Ski race 1975

The World Pro Skiing Tour stopped on Aspen Mountain in 1976. The Little Nell finish area is pictured. The pro style format of ski racing, which was favored and promoted by Bob Beattie, is being given an infusion of energy thanks to board members of the Bob Beattie Foundation. Beattie died April 1, 2018, at the age of 85.

It’s been one year since Bob Beattie passed away at age 85, and friends of the legendary coach and broadcaster have announced a stepped-up initiative to honor the sometimes irascible, always passionate Woody Creeker.

The Bob Beattie Ski Foundation,, founded in 2011 by some of Beattie’s disciples, who include former ski racers, broadcasters and other race-loving colleagues, recently announced it would promote dual racing through partnerships with ski areas and by using horse-race style start gates, of which prototypes have been developed.

“[Dual racing] is just more fun. You want to do it again and again and again,” said Mike Hundert, a 43-year resident of Snowmass Village.

Hundert is also the former race director and voice of Beattie’s World Pro Skiing Tour from 1977 to 1981 and chairman of the Bob Beattie Ski Foundation.

“Head to head ski racing is the future if not the present,” Hundert added during a conversation Thursday.

Dual ski racing’s inclusion in the 2018 Winter Olympics in PyeongChang, South Korea, and the restart of a pro skiing series that visited Beaver Creek this season, provide some evidence of the growing acceptance of a format that Beattie championed decades ago.

Mike, Alice and Bob

The John Denver Pro Am ski races, which originated at Buttermilk, ran from 1979 through 1989. Pictured from left to right are Mike Hundert, Alice Pendleton and Bob Beattie at the 1987 Heavenly Valley race in South Lake Tahoe.

After coaching at the University of Colorado, Beattie went on to a successful stint with the U.S. Ski Team. He would later start the World Pro Skiing series, races that brought glamour, sponsors and thrilling head-to-head action to what previously had been a rigid, less-spectator-friendly sport.

As part of this current initiative, the Bob Beattie Foundation is accepting applications for the horse race-style gates.

“Ski clubs across the country can come to us with their ideas for how to promote dual racing at their resort. We will help supply those starting gates, in full or in part,” Hundert said.

The gates of which he speaks are manufactured in Ludlow, Vt., and were used March 10 for an impromptu ski race organized by Robbie and Tim Kelley at nearby Cochran’s Ski Area.

Cochran’s 1st Annual Redneck Racing Slalom Showdown is seen as a blueprint for what Hundert and the board say they believe could offer future fun in the gates. The race attracted about 75 people, including NCAA champions, former World Cup competitors and 6-year-old kids alike who were able to take multiple race runs via a rope tow.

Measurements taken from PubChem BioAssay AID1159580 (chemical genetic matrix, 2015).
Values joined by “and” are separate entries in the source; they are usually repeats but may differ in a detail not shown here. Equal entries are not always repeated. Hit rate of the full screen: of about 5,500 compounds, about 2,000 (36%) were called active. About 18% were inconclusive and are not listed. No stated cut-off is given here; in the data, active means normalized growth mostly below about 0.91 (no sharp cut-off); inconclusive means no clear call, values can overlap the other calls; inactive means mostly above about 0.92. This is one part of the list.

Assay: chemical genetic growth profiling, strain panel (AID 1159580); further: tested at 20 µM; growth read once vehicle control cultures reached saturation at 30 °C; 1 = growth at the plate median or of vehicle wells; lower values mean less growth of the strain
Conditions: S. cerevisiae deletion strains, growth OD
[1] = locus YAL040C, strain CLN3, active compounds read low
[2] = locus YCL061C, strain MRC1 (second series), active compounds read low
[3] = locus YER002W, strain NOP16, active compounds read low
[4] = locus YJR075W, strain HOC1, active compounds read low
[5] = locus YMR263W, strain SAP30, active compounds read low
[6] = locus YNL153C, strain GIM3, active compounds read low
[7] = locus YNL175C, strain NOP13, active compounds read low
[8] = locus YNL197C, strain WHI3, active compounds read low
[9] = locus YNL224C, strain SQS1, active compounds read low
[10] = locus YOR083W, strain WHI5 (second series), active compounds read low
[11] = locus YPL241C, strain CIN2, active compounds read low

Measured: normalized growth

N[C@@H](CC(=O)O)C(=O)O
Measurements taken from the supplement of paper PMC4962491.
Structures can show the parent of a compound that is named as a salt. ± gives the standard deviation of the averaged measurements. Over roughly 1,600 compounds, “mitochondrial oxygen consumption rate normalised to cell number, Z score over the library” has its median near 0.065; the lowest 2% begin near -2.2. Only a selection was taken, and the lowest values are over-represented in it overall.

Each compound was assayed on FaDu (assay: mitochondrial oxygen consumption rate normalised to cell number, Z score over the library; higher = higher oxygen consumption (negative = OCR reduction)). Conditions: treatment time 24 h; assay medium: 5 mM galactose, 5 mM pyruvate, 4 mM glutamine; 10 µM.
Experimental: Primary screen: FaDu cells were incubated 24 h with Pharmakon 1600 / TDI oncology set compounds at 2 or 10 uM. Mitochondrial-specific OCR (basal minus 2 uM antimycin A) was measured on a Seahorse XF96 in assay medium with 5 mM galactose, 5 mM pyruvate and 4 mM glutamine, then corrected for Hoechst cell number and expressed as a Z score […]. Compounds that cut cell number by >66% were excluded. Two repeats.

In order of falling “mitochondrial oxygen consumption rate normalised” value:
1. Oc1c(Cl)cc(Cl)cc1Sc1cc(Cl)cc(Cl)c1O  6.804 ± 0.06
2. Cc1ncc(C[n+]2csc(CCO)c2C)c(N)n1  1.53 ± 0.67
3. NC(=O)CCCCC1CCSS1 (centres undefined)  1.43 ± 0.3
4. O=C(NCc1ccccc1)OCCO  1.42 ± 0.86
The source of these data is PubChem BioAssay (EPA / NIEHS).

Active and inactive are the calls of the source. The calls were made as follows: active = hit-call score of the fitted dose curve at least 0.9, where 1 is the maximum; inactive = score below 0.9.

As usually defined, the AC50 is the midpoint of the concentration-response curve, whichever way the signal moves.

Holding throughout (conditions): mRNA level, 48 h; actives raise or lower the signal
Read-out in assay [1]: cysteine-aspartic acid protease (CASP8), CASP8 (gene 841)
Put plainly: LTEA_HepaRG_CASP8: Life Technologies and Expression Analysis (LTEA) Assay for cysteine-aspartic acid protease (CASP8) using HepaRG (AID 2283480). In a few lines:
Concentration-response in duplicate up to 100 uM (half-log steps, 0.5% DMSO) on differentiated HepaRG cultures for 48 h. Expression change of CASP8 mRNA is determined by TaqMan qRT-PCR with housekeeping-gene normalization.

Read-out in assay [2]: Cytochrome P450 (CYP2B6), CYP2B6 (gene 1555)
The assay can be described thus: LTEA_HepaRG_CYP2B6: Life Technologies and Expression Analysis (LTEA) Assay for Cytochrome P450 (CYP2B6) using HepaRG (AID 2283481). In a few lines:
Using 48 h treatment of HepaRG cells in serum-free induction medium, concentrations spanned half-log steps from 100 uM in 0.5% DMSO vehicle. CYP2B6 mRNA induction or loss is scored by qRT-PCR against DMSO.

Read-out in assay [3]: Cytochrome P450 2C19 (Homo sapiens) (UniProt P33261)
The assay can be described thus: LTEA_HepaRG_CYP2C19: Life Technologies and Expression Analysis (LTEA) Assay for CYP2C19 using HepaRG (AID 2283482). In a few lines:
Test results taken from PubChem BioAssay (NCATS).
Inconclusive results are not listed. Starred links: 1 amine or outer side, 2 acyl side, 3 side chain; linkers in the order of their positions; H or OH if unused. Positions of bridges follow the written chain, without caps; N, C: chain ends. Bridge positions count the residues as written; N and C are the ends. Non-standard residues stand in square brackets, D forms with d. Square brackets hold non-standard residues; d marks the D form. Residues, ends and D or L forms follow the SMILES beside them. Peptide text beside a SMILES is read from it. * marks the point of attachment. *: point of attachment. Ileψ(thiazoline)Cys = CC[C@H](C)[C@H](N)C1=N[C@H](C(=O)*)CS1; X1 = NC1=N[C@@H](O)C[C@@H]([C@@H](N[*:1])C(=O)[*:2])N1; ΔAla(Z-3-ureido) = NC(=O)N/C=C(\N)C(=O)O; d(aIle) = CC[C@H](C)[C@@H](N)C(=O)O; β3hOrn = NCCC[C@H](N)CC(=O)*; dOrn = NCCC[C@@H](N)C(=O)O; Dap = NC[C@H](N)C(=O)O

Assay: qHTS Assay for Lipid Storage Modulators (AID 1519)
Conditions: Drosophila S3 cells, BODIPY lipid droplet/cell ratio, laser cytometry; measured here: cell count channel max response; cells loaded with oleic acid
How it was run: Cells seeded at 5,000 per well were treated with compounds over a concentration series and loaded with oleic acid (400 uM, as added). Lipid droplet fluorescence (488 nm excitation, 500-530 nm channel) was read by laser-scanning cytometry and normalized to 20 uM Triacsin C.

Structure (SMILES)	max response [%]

Those were the days

Jim and Bob

Jim McKay and Bob Beattie, right, called skiing events for ABC-TV from the 1980 Winter Olympics venue in Lake Placid, N.Y.

Terry Palmer was still a teenager when he quit the U.S. Ski Team and joined the pro racing ranks. Palmer and his brother Tyler would stay with Beattie on his Woody Creek ranch during winters from 1973 to 1979, and were able to make a living as professional ski racers.

“He taught my brother and me a lot. It was like going to graduate school,” said Palmer, who now lives in Sun Valley, Idaho. “Pro racing was so much fun. You were making money; you would succeed or fail by your own efforts.”

Palmer, who, like Beattie hails from New Hampshire, was hands-on in last month’s race using the dual gates at Cochran’s. His role included contacting the local manufacturer who fabricated the gates. Palmer also signed on some sponsors.

“The Coach,” as Beattie was referred to, left some directives for the board members of his foundation.

“[Those include] affordability for any kid and the push for dual to become more mainstream. Those are two goals he kept hammering on,” Palmer said.

The foundation is also advocating that race courses on ski areas be free to use. Hundert pointed out that resorts make it “free to use terrain parks. And we’ve developed some fantastic competitors.”

Christin Cooper, an Olympic silver medalist, board member and part-time Aspenite said, “We’re stoked about BBSF’s commitment to address access and affordability in this sport we love. It’s a real challenge, but one we think we can effectively tackle, one club, one ski area at a time.”

Madeleine Osberger is a Contributing Editor for Aspen Daily News. She can be reached at or on Twitter @Madski99